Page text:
What do employees want?

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The “great resignation” is one of today’s most popular news topics. It’s an employee’s market as companies have difficulty keeping and attracting talent. Folks across the spectrum of careers give varied reasons for leaving, from seeking better benefits and pay to launching a small business they’ve always dreamed about. However, instead of blaming employees, organizations should figure out how much they are contributing to make employees leave.

I ran across an article about Elon Musk that demonstrated one of the things missing in many organizations. Love him or hate him, he’s one of the most successful people on earth. He constantly shows appreciation to his employees and teams for a job well done through email or even Twitter. I’m sure he expects a lot, but he also appreciates his teams’ efforts. I wonder if some managers think they will seem weak if they praise employees instead of constantly complaining.

Most of us have worked for organizations that expect long hours and dedication through big projects, mergers, acquisitions, migrations, and more. I remember working at places that required me to work on my regular DBA tasks early in the morning and after work, to the late hours of the night because project meetings and related tasks took up the typical day. Once during a merger, we brought two or three locations onto our systems every weekend, which meant spending Saturdays and Sundays at the office for months. (And my team leader frequently told us not to expect any comp time!) Yes, we worked hard and sacrificed family time, but management never let us know they appreciated our efforts.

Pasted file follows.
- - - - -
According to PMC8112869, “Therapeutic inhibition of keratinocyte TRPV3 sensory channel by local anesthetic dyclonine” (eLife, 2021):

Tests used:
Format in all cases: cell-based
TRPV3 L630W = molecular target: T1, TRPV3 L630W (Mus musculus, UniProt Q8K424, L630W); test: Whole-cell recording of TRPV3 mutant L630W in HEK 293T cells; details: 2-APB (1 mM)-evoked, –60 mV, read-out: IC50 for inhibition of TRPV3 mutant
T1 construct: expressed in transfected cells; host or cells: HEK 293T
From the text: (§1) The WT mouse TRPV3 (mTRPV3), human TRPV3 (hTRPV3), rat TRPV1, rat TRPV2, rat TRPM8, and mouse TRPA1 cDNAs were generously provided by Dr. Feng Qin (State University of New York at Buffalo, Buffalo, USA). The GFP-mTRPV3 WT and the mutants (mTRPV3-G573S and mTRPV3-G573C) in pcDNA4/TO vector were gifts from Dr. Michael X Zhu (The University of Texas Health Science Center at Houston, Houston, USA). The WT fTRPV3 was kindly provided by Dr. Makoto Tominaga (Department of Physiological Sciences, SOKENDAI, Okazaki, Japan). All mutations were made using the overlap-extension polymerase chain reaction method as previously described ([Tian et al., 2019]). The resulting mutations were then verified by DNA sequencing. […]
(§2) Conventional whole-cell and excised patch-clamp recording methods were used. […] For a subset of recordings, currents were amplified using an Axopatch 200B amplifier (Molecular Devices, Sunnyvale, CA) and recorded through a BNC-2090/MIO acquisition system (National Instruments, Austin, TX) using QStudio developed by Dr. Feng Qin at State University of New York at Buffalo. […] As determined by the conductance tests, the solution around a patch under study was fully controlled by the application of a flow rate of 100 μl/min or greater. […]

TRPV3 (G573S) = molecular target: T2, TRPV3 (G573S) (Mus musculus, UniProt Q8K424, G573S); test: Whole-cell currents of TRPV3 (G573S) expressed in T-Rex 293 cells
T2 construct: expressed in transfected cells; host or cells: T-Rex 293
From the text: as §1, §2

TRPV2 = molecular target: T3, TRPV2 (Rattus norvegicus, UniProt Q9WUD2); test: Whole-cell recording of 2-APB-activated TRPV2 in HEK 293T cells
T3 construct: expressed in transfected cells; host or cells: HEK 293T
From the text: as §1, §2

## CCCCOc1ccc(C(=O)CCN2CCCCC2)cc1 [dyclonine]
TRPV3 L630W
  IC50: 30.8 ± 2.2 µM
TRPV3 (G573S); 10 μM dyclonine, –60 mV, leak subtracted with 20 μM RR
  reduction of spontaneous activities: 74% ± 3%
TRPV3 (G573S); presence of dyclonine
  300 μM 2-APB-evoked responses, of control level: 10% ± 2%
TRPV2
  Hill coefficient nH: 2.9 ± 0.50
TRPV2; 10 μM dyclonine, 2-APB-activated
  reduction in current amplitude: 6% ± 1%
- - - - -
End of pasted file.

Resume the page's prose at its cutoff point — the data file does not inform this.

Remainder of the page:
What do employees want? They want to be compensated well with pay, bonuses, and benefits like healthcare and the possibility of remote work. These are great, but employees will lose heart if the organization’s culture is toxic and competitive instead of collaborative, demanding instead of encouraging, or dismissive instead of caring. Employees want chances to grow professionally and be excited about their work, and, yes, they want to know that their efforts have made a difference!

After reading the article about Elon Musk, I realized that I work for a company with a fantastic culture, and it’s positive from the CEO down. Our Slack channels are filled with notes of appreciation and encouragement, and we celebrate milestones and victories often. No organization is immune to the great resignation. Still, because Redgate values employees and fosters growth, the reasons are more likely to involve fulfilling a bucket list item than feeling unappreciated.

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Kathi Kellenberger

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Kathi Kellenberger is a Customer Success Engineer at Redgate and a former Microsoft Data Platform MVP. She has worked with SQL Server for over 20 years and has authored, co-authored, or tech edited more than 20 technical books. Kathi is a volunteer at LaunchCode, the St. Louis based organization providing free training and paid apprenticeships in technology. When Kathi isn’t working she enjoys spending time with family and friends, cycling, singing, and climbing the stairs of tall buildings. Be sure to check out her courses on Pluralsight.

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